“Well, it’s all based on solid science. Everything in this book is based on the scientific projections from the Intergovernmental Panel on Climate Change. All we did was to add to the social and human aspects to it … and to ask the question; what does this really mean in terms of what its potential impacts would be on people and its potential impacts on our institutions of governance?”

Oreskes starts The Science Show by reading from her book. Be afraid:

“By 2040, heatwaves and droughts were the norm. Control measures—such as water and food rationing and Malthusian ‘one-child’ policies—were widely implemented. In wealthy countries, the most hurricane- and tornado-prone regions were gradually but steadily depopulated…

“In poor nations, conditions were predictably worse: rural portions of Africa and Asia began experiencing significant depopulation from out-migration, malnutrition-induced disease and infertility, and starvation…

“Then, in the northern hemisphere summer of 2041, unprecedented heatwaves scorched the planet, destroying food crops around the globe. Panic ensued, with food riots in virtually every major city. Mass migration of undernourished and dehydrated individuals, coupled with explosive increases in insect populations, led to widespread outbreaks of typhus, cholera, dengue fever, yellow fever, and viral and retroviral agents never seen before.

“Surging insect populations also destroyed huge swaths of forests in Canada, Indonesia and Brazil. As social order began to break down in the 2050s, governments were overthrown, particularly in Africa, but also in many parts of Asia and Europe, further decreasing social capacity to deal with increasingly desperate populations.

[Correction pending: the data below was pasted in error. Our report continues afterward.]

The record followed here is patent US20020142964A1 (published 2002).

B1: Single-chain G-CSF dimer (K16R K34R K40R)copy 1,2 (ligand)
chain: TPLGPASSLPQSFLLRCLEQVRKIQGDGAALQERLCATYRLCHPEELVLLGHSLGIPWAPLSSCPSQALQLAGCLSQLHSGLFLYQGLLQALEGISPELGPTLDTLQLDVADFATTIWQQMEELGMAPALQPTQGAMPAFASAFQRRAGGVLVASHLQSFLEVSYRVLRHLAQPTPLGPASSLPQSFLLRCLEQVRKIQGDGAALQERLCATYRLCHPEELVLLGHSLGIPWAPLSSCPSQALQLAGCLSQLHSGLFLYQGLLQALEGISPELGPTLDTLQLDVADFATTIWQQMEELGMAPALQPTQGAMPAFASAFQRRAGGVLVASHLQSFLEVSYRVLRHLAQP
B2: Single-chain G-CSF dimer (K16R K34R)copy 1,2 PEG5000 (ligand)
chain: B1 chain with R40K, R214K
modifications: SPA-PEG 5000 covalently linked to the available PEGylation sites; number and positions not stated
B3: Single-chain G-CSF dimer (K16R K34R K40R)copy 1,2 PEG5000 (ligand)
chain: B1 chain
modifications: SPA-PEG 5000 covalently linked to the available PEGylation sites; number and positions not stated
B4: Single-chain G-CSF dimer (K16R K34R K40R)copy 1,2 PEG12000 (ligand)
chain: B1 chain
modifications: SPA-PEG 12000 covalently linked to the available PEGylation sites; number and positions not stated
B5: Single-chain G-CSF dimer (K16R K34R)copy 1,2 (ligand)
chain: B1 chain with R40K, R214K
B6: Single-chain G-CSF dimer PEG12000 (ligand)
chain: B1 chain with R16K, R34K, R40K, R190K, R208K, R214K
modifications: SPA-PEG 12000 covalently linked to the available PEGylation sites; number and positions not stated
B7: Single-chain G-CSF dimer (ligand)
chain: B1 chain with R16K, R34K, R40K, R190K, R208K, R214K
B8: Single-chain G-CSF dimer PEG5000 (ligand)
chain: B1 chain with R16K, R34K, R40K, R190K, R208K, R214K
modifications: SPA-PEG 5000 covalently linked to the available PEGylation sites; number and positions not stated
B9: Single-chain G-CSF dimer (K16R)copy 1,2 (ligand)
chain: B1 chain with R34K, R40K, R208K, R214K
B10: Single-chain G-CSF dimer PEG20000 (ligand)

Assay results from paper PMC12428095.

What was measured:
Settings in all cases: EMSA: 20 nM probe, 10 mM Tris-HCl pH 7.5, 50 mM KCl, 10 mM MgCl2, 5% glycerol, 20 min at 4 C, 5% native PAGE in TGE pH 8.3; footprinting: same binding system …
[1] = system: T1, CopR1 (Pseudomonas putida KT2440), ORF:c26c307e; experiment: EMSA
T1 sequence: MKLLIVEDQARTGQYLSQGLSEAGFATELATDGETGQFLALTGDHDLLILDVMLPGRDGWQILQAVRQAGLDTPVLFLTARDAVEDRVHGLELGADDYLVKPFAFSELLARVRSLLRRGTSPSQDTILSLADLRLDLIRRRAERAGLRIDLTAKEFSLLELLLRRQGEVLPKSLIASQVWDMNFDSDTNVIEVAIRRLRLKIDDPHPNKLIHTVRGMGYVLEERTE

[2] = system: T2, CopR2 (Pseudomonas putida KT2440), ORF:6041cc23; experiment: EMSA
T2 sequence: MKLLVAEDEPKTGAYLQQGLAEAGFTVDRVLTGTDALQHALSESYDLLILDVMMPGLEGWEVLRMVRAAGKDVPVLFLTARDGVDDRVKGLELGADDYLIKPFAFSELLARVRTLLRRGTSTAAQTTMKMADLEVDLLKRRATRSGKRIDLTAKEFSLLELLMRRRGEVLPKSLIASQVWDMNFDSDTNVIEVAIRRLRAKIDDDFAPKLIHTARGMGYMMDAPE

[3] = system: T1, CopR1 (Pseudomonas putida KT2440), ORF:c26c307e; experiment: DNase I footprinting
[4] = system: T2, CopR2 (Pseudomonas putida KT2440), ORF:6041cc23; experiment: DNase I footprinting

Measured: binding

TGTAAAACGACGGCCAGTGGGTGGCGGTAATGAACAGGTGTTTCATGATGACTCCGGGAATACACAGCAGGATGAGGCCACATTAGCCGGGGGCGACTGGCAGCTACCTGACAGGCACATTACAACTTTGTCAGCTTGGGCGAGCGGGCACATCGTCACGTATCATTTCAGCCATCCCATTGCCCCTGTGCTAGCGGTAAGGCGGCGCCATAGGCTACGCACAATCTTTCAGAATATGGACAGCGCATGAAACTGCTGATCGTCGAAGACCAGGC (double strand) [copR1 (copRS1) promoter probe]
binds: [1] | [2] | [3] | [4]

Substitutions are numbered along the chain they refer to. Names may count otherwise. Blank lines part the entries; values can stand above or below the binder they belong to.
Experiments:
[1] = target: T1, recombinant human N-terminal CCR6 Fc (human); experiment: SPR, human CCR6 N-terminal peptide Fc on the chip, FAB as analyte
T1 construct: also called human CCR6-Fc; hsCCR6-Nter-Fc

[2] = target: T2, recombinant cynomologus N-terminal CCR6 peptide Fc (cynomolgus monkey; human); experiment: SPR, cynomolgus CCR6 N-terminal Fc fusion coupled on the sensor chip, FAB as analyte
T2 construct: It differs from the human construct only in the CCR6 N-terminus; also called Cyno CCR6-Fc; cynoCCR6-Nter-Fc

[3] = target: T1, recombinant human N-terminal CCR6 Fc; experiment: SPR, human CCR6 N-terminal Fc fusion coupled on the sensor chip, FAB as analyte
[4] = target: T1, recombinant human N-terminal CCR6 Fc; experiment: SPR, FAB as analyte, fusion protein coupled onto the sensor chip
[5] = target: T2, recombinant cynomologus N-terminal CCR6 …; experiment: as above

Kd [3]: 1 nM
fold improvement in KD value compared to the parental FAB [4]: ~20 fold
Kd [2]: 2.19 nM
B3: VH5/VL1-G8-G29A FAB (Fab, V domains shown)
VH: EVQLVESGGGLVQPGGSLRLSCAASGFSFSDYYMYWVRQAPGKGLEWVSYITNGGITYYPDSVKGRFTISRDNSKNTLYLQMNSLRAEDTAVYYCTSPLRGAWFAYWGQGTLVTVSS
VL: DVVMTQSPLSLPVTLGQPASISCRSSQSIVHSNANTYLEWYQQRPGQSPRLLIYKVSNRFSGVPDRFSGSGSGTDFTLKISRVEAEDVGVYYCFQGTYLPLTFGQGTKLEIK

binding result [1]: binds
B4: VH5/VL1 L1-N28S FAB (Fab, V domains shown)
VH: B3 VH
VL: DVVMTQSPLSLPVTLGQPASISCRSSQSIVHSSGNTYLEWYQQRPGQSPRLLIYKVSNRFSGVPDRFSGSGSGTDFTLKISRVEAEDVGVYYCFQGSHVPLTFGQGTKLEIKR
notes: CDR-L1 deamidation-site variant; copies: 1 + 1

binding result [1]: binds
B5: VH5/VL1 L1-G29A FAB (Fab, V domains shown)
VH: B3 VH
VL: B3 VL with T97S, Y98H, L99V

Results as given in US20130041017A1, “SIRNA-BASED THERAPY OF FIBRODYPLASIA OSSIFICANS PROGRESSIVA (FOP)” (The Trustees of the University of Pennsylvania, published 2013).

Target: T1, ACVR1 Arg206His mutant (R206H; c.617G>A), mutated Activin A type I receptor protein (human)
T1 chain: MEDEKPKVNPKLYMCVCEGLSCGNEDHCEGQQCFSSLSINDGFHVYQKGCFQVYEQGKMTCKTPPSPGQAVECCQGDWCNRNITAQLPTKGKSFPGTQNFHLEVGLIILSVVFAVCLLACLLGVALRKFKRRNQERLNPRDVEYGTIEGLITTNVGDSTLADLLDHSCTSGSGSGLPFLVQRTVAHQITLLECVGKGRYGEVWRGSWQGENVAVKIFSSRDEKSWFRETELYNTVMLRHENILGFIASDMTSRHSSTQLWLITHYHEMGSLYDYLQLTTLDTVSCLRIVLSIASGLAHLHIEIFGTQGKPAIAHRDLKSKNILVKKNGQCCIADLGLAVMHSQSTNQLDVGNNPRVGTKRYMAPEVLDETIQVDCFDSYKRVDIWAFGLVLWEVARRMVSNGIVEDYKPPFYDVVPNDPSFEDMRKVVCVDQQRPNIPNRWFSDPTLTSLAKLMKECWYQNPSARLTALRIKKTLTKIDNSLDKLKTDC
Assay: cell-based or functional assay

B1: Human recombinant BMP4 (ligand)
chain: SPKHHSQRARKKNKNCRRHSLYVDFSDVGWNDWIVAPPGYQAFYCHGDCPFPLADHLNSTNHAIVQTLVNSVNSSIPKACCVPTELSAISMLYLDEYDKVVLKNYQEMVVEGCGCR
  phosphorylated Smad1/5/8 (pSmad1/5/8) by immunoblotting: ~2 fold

“As the Great Northern American Desert surged north and east, consuming the High Plains and destroying some of the world’s most productive farmland, the US government declared martial law to prevent food riots and looting. A few years later, the United States announced plans with Canada for the two nations to begin negotiations toward the creation of the United States of North America, to develop an orderly plan for resource-sharing and northward population relocation.

“The European Union announced similar plans for voluntary northward relocation of eligible citizens from its southernmost regions to Scandinavia and the United Kingdom…”

The ever-credulous Williams, instead of asking Oreskes, “Mmm, you’re smoking something good?”  merely observeds that all of the above is “fairly shocking”, further wondering why it is only Western civilization that collapses, leaving the Chinese in charge. Oreskes gave two reasons. One,  Chinese civilization is more durable, and two, authoritarian regimes are better able to deal with climate catastrophes.

It’s no surprise that Oreskes is a fan of our very own Professor Clive Hamilton, ethicist and leading public intellectual. In Collapse, she cites approvingly his book Requiem for a Species, in which he says that combating climate change  will impose moral obligations superior to mere obedience to the law. Hamilton has also welcomed the prospect of emergency measures, such as the suspension of democratic processes. If you are as smart as Hamilton thinks he is, what need to take the views of lesser mortals into account?

Oreskes’ other Australian bestie is former Greenpeace International CEO Paul Gilding, of Tasmania, author of The Great Disruption. Gilding doesn’t quite forecast the extinction of all Australians, but he does say:

“I do believe it’s going to be catastrophic by today’s standards. Potentially, billions will die in famine, there will be conflict between nations, there will be a dramatic change in lifestyle enforced by a war-like effort in response…We should be on a war-footing…”